Leprosy stigma, community perception and health seeking behavior
Rachel Njeri and Herman Weyenga.
Kenya local believers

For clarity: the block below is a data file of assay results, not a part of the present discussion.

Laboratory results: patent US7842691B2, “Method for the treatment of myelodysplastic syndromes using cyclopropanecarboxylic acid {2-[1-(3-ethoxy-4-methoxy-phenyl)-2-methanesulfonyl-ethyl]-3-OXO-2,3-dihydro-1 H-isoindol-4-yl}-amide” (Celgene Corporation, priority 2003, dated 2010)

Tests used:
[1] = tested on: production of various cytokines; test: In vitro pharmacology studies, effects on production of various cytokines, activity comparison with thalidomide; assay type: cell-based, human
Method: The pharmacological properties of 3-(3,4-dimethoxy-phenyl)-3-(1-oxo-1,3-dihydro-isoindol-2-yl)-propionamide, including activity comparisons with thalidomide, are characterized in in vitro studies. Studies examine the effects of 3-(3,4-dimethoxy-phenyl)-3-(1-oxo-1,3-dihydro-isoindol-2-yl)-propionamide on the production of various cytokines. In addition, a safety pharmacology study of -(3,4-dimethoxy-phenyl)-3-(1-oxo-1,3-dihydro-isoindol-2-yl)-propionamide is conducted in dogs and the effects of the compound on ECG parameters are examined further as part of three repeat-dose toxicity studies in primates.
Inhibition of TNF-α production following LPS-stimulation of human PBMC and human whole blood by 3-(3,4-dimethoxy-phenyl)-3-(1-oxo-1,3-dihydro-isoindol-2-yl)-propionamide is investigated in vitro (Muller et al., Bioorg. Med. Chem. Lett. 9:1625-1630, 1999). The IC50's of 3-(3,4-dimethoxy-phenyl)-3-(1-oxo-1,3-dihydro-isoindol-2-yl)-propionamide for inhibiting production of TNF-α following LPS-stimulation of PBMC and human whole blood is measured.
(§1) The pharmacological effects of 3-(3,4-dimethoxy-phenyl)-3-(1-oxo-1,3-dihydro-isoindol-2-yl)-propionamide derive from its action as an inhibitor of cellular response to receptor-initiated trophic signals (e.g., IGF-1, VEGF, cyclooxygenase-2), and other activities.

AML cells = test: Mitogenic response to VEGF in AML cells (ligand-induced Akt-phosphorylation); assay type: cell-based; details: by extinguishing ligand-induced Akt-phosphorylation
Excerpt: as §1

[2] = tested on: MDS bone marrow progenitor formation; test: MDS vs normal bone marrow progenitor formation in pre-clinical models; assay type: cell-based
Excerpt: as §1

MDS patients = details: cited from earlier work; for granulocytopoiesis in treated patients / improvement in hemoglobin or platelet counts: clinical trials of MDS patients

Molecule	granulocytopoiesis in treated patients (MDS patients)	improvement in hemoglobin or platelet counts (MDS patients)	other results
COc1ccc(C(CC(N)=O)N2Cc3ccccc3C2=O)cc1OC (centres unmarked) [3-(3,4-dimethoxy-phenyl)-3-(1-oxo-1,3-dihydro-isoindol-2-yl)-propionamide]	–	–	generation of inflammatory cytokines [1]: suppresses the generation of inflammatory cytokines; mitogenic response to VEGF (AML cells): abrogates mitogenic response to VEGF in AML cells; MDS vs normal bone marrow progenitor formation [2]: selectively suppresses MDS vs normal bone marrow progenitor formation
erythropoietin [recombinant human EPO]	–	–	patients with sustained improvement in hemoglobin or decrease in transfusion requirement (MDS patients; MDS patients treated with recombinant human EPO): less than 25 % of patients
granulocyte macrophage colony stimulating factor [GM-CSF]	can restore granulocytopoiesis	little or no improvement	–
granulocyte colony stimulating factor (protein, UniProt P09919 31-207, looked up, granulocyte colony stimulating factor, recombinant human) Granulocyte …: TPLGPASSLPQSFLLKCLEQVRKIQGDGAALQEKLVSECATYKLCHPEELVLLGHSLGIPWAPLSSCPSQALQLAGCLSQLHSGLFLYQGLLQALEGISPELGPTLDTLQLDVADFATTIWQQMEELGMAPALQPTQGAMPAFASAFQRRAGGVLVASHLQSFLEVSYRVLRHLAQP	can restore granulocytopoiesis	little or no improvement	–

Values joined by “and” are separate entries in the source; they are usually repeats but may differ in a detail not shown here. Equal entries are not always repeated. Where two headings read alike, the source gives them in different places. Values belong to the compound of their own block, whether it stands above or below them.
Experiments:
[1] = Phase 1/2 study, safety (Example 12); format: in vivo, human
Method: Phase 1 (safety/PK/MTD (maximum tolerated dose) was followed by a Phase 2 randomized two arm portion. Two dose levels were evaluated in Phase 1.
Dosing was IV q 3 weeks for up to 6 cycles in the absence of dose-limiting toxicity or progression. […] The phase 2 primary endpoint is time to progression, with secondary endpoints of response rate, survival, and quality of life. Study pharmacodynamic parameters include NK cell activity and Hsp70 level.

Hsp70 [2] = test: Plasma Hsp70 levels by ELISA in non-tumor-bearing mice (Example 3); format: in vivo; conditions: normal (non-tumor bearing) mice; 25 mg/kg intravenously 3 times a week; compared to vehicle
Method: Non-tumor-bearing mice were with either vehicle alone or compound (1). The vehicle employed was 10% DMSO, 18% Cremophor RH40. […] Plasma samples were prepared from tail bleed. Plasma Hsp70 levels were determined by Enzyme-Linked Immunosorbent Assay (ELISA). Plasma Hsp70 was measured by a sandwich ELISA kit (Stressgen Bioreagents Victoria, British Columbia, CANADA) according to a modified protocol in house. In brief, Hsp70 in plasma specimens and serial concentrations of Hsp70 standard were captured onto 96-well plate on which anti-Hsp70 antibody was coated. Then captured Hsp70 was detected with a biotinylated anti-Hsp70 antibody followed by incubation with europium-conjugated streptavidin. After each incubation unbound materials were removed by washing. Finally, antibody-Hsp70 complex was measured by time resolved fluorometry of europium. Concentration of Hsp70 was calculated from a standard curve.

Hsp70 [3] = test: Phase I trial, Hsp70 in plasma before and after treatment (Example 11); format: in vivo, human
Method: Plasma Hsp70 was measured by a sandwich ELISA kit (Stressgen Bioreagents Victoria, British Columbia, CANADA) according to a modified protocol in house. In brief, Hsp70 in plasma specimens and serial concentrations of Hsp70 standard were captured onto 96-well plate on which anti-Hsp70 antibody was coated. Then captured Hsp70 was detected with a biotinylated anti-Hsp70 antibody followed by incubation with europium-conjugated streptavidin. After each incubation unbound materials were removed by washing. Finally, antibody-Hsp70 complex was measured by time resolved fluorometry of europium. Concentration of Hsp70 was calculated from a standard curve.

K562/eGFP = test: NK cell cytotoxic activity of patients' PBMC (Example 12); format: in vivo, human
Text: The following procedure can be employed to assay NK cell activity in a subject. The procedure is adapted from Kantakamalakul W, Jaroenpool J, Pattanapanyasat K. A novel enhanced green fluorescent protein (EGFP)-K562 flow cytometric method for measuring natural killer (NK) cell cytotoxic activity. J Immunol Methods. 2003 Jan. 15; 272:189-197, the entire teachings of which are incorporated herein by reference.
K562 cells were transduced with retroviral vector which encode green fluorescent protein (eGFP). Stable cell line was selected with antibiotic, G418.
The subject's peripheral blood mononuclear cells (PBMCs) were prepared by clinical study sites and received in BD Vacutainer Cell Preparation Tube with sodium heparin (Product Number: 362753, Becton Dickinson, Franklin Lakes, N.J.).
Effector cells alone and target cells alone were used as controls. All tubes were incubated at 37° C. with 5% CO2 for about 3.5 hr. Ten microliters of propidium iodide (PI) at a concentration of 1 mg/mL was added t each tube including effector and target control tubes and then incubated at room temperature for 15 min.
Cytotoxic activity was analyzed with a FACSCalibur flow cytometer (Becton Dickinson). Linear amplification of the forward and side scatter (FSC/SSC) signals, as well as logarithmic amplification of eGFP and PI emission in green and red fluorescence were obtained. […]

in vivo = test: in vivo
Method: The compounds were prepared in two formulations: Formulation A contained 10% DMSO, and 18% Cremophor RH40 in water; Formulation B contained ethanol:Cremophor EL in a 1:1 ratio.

Community perception of disease plays a major role in health seeking behavior relating to that particular disease. Leprosy has been described in social literature including the Bible and the Koran as disease resulting from uncleanness, curse and punishments for sins. A similar view is shared in China where leprosy is considered to be sexually transmitted by contact with a prostitute and a punishment for the moral lapse. In Africa, leprosy is referred to as ‘ngara’ or ‘lepero’ in Botswana, implying an association with “bad blood”, and as ‘qumtina’ in Ethiopia, denoting the “state of amputation or mutilation” . Another common belief is that Leprosy is hereditary. This belief is prevalent among people in India, Malaysia, China and Africa. Ironically, even in Norway where Hansen identified the leprosy bacilli, the medical profession firmly believed that leprosy was hereditary and promoted the idea of segregation to prevent procreation. This belief was strongly held among the Japanese where the greatest discrimination of leprosy patients was reported. In Japan, permanent contraceptive methods were administered to women and men castrated. In India, the Hindus consider deformity resulting from leprosy as divine punishment The concept of heredity is also deeply rooted in Indian culture. The Nepalese community widely held the belief that leprosy was contagious. In Guyana, leprosy was seen as a process of progressive deterioration that could never be cured. Among the Chinese, facial disfigurement, mutilation of limbs, chronicity and long incubation period caused mystery about its origins, inspiring horror, fear and disgust. Other beliefs and theories prevalent among various cultures attribute leprosy to dirty blood, evil spirits, curses, charms, malnourishment, and eating certain foods. Interestingly these misconceptions are The stigma...
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